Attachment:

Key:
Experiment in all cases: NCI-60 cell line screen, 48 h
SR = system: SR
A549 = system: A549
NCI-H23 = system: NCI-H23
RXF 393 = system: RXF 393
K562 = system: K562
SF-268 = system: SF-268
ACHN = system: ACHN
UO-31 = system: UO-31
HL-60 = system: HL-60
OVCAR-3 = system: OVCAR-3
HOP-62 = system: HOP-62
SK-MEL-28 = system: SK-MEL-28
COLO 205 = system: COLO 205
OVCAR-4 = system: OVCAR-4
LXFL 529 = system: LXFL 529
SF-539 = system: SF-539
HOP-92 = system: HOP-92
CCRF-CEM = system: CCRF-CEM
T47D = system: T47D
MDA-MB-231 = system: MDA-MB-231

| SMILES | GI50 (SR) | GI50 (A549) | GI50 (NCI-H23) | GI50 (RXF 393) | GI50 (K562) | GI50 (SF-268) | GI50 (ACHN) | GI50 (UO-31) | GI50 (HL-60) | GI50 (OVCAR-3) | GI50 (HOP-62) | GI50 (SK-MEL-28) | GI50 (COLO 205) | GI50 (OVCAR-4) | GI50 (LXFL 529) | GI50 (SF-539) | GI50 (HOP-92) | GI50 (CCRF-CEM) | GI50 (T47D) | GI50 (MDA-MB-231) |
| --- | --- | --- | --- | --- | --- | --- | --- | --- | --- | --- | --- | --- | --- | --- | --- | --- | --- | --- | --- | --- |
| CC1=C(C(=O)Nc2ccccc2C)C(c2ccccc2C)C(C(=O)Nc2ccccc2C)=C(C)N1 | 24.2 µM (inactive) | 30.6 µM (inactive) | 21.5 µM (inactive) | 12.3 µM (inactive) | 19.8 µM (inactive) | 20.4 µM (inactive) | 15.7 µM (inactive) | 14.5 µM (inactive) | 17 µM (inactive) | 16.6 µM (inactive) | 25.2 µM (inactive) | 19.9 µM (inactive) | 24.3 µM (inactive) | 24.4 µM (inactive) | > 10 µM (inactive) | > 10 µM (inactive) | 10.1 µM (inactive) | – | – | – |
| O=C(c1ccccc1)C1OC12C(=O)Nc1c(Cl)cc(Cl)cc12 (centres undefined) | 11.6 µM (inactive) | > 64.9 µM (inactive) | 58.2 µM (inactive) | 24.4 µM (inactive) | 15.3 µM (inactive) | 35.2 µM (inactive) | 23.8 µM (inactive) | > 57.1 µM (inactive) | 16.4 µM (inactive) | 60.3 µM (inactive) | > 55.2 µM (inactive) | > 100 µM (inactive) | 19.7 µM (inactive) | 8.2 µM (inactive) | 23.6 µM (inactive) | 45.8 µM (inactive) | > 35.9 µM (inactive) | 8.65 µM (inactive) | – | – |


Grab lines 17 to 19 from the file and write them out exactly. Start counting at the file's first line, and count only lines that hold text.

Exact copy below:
LXFL 529 = system: LXFL 529
SF-539 = system: SF-539
HOP-92 = system: HOP-92